Yury Bogolyubsky

Yury Bogolyubsky (Russian: Ю́рий Боголю́бский), known as Giorgi Rusi (Georgian: გიორგი რუსი, George the Rus') in the Kingdom of Georgia, was a Rus' prince of Novgorod (1172–1175). Born around 1160,[1] He was married to Queen Tamar of Georgia from 1185 until being divorced and exiled in 1188.

Giorgi Rusi
Mepe (king)
King Consort of Georgia
Tenurec. 1185 – c. 1188
Born1160
SpouseTamar of Georgia
HouseRurik Dynasty
FatherAndrey Bogolyubsky
ReligionEastern Orthodox Church

ReignEdit

Son of Grand Prince Andrey Bogolyubsky of Vladimir-Suzdal, he ruled Novgorod from 1172 to 1175. He was dethroned and expelled after the murder of his father in 1175. Defeated in a series of internal wars, he finally found a shelter in the Northern Caucasus in the late 1170s. He was found among the Kipchak, with whom he hoped to restore his rights to his father's princedom in 1184–1185.

Marriage and revoltEdit

In 1185, Georgian nobles headed by Abulasan, Catholicos Mikel Marianidze[2] and Rusudan, daughter of Demetre I arranged a marriage of Prince Yury with Queen Tamar of Georgia. As her husband, he commanded, in 1186–1187, a Georgian army which successfully raided the Seljuk possessions of Rüm in the west and the Eldiguzids in Arran in the east. However, Tamar soon was disappointed in her husband and divorced him in 1187. Yuri was said to be a heavy drinker, ambitious, involved in sexual misdeeds, torture and sodomy,.[3] He both physically and verbally abused his wife, and with the full support of the Georgian nobility and Georgian Orthodox Church Yury was exiled from Georgia to Constantinople in 1188.[4]

Yury allied himself with a powerful party of Georgian nobles led by Vardan Dadiani, Guzan Abulasanisdze and Botso Jaqeli, and returned to lead a revolt against Tamar in 1191. The rebels proclaimed Yury King of Western Georgia in the palace of Geguti and captured several provinces in the south-western Georgia, but were eventually crushed by the Queen's devoted general Gamrekel Toreli at the battles of Tmogvi and Erusheti. The rebels capitulated and Yury was pardoned by Tamar. However, he revolted again in 1193 and invaded Kakheti province. Defeated in the vicinities of Kambechani, he was imprisoned in the Lurji Monastery in Tbilisi.[5] Yury disappeared from history after. His tomb has not been found.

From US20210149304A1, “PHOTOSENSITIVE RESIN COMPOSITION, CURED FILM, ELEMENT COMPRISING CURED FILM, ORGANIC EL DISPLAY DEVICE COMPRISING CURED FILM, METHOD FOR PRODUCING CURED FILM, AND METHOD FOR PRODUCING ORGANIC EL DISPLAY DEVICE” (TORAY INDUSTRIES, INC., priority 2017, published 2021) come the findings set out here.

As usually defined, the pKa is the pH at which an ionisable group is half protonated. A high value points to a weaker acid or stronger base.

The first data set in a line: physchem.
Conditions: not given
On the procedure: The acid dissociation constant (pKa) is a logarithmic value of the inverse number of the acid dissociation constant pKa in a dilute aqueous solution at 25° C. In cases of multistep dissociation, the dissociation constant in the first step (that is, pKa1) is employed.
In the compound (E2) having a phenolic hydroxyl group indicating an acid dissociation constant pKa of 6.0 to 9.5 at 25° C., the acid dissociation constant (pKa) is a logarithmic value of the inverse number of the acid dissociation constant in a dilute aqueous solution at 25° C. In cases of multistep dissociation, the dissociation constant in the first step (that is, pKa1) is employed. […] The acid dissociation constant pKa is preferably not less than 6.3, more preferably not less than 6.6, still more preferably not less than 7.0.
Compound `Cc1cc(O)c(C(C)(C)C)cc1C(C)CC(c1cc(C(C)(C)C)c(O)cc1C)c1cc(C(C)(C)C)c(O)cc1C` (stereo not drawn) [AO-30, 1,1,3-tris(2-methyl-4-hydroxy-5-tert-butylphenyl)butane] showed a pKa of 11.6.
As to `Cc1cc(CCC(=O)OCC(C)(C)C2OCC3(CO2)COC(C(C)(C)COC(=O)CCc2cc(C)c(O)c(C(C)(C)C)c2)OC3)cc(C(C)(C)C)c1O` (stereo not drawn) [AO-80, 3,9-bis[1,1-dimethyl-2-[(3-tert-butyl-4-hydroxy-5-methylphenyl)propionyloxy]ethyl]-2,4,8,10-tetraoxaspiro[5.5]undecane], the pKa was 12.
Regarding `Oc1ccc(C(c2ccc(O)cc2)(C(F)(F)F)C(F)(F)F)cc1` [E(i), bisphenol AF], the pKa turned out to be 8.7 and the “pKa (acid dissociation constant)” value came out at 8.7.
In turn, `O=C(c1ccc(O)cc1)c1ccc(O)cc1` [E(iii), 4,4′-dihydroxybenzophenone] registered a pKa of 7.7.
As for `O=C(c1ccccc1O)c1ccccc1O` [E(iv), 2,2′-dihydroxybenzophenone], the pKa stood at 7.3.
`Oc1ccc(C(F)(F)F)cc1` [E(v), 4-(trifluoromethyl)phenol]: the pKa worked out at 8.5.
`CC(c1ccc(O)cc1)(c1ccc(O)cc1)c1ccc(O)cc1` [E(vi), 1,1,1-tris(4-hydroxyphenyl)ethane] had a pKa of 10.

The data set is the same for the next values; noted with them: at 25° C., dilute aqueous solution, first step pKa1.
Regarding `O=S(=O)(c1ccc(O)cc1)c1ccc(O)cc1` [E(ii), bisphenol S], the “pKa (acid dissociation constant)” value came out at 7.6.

Legacy and popular cultureEdit

Tamar's marriage to the Rus prince Yuri became a subject of two resonant prose works in modern Georgia. Shalva Dadiani's play, originally entitled The Unfortunate Russian (უბედური რუსი; 1916–1926), was attacked by the Soviet critics for distorting the "centuries-long friendship of the Russian and Georgian peoples."[6] Under the Communist Party pressure, Dadiani had to revise both the title and the plot to bring it into line of the official ideology.[7] In 2002, a satyrical short-story The First Russian (პირველი რუსი) penned by the young Georgian writer Lasha Bughadze and focused on a frustrated wedding night of Tamar and Yuri outraged many conservatives and triggered a nationwide controversy, including heated discussions in the media, the Parliament of Georgia and the Patriarchate of the Georgian Orthodox Church.[8]

ReferencesEdit

  1. ^ Edge of Empires: a History of Georgia by Donald Rayfield, page 109
  2. ^ Edge of Empires: a History of Georgia by Donald Rayfield
  3. ^ Histories and Eulogies of the Sovereigns, M216r
  4. ^ History and Eulogy of Sovreigns
  5. ^ Edge of Empires: A History of Georgia by Donald Rayfield, page 112
  6. ^ Suny (1994), p. 290
  7. ^ Tillett, Lowell (1969), The Great Friendship: Soviet Historians on the Non-Russian Nationalities, p. 329.University of North Carolina Press
  8. ^ Spurling, Amy (2003), "The Georgian Literary Scene". PEN Bulletin of Selected Books. 53-54: 100

External linksEdit

Preceded by
Rurik Rostislavich
Prince of Novgorod
1172–1175
Succeeded by
Sviatoslav Mstislavich